Maybe not the most typical Belgian dish but this is a dish that breathes honest, rural cooking. If you are a creative and active hobby cook you will have no difficulties coming up with your own variation of this recipe.
Don't be shy to experiment with different types of minced meats, seasoning and beer. When it comes to pleasing taste buds, the chef should know best. We also would like to thank our Belgian Beer-fan Rik Van Acker for sending this one in.
- Savoy cabbage, 1
- Minced meat (pork/veal), 800 gr
- Large onion, 1
- Garlic, 1 clove
- Curry, 1 tsp
- Breadcrumbs, 2 tbsp
- Thyme, 1 tsp
- Beaten egg, 1
- Nutmeg, 1 tsp
- Salt and pepper
- Chicken stock, 20 cl
- Leffe Tripple, 20 cl
Fry the chopped onion and the garlic until soft, season with thyme, curry, salt and pepper and allow to cool. Place the mince in a large bowl and add the cooked spiced onions, egg and breadcrumbs. Mix together.
Discard the the tougher dark green outer cabbage leaves and remove the large middle veins with a sharp knife. Blanch the leaves for 3 to 4 minutes in salted water, then remove from the water with a slotted spoon and drain.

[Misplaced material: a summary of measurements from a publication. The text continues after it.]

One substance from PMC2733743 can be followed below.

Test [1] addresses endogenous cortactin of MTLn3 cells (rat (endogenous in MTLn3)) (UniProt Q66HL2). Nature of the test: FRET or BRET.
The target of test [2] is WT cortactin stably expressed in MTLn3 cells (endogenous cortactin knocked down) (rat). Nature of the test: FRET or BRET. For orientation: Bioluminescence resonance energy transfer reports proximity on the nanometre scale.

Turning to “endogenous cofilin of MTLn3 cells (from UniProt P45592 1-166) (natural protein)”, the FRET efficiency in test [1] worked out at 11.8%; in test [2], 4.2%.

Place approximately 2 tbsp of mince on a cabbage leaf and roll them into small packages. Fry the packages, seam down, in a large frying pan with a knob of butter and sprinkle over a pinch of nutmeg. Carefully turn the packages to brown evenly. Add the chicken stock and beer, cover and let it simmer for about 15 minutes.
Serve with baked potatoes.
For this recipe we used Leffe Tripel but any kind of strong pale ale or blond easy drinking beer would suffice. Don't use heavily hopped beers for the preparation of the sauce as the result could end up being too bitter.
Tips & Tricks
- Use your own inspiration to season the mince, for example, use some chilli to spice things up or perhaps mix some bacon into it.
- For real meat-lovers you can use bacon instead of cabbage to make your packages.
- Use a toothpick to make sure your packages don't fall apart while frying.
- Smakelijk!/Bon Appetit!